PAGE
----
St. Januarius and his Companions
by Fr. Francis Xavier Weninger, 1882
by Fr. Francis Xavier Weninger, 1882
The holy bishop, St. Januarius, was a native of Benevento, a city in the Neapolitan territory. His parents, not less virtuous than of high lineage, gave him from his earliest youth, a most pious education, and he was so earnest in his endeavors to lead a blameless life, that the clergy and laity, after the death of their bishop, desired no other successor than Januarius. He alone opposed the election and could not be persuaded to consent, until obedience to the command of the Pope forced him to yield. Great as had been the struggle it had cost the holy man to accept the high dignity conferred upon him, he was equally zealous and untiring in discharging his duties when installed into his see. At that period, the tyrants Dioclesian and Maximian raged against the Faithful, endeavoring to destroy all Christendom. The holy bishop, therefore, used all his powers to strengthen his flock in the true faith and to encourage them to allow neither torments nor death to make them forsake their God.
The teachings the holy bishop gave to others he exemplified in his own life, thus showing to his flock how to endure martyrdom. Timotheus, the Governor of Campania, received orders to force the Christians to worship the gods, or, not succeeding in this, to execute them. He resolved to begin with St. Januarius, whose zeal for the Christian faith was everywhere known. Hence the Saint was taken prisoner and presented, at Nola, to the Governor, who, making him acquainted with the imperial mandate, commanded him to obey it. Januarius, however, assured him that he would much rather die than be faithless to the true God, and by worshipping idols, become a servant of Satan. Hardly had he made this declaration, when Timotheus ordered him to be cast into a burning furnace. But it pleased the Almighty to renew the miracle which He had formerly wrought on the three youths in the furnace of Babylon. Januarius remained unharmed, and praised the only true God of heaven and earth. When the tyrant saw that not even a hair on the head of the bishop was burned, he foamed with rage, and had him stretched upon the rack, and his limbs so cruelly torn, that afterwards the holy martyr could not move one of them. Dragging him to prison they thought he would expire.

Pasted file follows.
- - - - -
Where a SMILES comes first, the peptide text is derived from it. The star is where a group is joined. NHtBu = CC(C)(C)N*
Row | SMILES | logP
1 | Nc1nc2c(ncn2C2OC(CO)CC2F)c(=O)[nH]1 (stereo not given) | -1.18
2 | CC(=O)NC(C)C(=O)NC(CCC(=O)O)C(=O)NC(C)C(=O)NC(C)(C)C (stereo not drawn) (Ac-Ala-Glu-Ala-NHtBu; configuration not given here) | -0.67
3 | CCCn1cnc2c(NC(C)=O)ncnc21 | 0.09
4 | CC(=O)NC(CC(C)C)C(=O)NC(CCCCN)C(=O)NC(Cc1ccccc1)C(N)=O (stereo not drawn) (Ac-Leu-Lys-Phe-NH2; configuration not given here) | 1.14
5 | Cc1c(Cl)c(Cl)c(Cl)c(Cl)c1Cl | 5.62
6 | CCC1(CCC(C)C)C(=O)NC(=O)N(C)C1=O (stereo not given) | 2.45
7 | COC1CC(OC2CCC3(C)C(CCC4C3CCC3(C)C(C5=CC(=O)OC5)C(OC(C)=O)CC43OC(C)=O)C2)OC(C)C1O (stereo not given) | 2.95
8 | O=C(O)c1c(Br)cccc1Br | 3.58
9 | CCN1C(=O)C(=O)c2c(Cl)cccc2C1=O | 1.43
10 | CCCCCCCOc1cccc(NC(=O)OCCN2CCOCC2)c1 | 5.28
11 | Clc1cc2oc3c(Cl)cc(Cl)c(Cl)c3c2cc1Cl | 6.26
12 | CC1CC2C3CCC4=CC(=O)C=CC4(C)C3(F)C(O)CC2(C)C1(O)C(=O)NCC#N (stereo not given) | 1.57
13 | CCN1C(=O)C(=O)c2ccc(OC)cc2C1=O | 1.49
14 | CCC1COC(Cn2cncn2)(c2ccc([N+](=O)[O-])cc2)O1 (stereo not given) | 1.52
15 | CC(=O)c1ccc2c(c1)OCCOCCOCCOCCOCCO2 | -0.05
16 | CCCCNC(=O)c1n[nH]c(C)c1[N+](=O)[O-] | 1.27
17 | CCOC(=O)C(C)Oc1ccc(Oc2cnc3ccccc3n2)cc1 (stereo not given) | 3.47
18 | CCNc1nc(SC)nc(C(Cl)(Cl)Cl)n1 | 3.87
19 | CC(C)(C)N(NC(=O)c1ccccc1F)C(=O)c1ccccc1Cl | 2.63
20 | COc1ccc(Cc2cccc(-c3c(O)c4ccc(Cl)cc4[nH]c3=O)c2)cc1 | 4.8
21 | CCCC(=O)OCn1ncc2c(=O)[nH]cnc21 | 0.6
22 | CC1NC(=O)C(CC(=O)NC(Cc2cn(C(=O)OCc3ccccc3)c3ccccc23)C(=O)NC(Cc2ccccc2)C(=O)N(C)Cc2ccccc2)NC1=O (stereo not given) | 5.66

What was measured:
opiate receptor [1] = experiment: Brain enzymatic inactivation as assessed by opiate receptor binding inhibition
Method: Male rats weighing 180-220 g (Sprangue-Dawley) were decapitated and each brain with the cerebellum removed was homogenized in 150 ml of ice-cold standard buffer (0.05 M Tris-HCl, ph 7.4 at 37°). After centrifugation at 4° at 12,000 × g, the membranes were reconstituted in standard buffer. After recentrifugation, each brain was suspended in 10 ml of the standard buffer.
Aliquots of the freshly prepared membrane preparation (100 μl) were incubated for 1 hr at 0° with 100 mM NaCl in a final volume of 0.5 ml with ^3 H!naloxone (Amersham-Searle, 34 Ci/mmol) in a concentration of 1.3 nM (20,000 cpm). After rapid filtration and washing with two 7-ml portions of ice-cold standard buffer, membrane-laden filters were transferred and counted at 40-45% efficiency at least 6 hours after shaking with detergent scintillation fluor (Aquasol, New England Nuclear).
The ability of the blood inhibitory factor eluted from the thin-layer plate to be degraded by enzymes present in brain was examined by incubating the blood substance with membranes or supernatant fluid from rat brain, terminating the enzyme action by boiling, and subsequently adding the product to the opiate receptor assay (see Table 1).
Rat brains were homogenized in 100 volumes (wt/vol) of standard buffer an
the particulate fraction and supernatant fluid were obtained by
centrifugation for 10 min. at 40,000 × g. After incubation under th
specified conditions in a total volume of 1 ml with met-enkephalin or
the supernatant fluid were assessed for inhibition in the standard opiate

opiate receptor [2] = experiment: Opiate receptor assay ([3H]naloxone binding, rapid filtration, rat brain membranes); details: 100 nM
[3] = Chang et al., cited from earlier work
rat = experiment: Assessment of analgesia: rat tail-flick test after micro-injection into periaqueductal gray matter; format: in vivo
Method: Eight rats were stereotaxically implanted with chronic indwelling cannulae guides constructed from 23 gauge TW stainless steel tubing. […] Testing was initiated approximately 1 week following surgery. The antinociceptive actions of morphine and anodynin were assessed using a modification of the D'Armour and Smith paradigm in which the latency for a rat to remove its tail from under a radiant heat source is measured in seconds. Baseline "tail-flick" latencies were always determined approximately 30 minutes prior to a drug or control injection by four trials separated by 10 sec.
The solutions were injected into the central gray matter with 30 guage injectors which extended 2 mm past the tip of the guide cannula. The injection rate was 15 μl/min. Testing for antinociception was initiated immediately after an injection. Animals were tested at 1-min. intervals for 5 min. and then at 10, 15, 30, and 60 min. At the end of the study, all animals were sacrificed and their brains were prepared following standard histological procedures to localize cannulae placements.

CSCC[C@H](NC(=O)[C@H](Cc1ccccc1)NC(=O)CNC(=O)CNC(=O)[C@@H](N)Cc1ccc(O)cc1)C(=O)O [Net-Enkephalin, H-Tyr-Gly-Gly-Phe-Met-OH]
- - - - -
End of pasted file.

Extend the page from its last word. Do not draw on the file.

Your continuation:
The Almighty, however, to spare him for still greater tortures, gave him, after a short prayer, the full use of his limbs, to the great astonishment of the tyrant. As the latter had to set out for Puteoli, the holy bishop had to run like a horse before his chariot and was most shamefully treated by the servants. To the same indignity two deacons were condemned who had visited him in his prison. At Puteoli, all three were cast into a dungeon, where they found two other deacons and two laymen, to whom it had already been announced that they should be given to wild beasts. The same sentence was passed upon the holy bishop and his two companions. Hence, they were all seven brought into the amphitheatre, and the wild beasts let loose upon them. The omnipotence of God, who had taken from the fire the power to burn, now also took from the wild beasts the instinct to devour. They looked at the confessors of Christ, and without in the least harming them, lay down at their feet.
Timotheus ascribed this, after the manner of the pagans, to witchcraft, and unwilling to be conquered, he commanded them to be beheaded. No sooner had he given the order, than God punished him with blindness. Januarius taking pity on him, after a short prayer, restored his sight. Awed by this, as well as by the foregoing miracles, a great many of the spectators were converted to Christ. The godless Governor alone remained insensible, and fearing the displeasure of the emperor, he dared not countermand his order but had the Saint and his companions beheaded.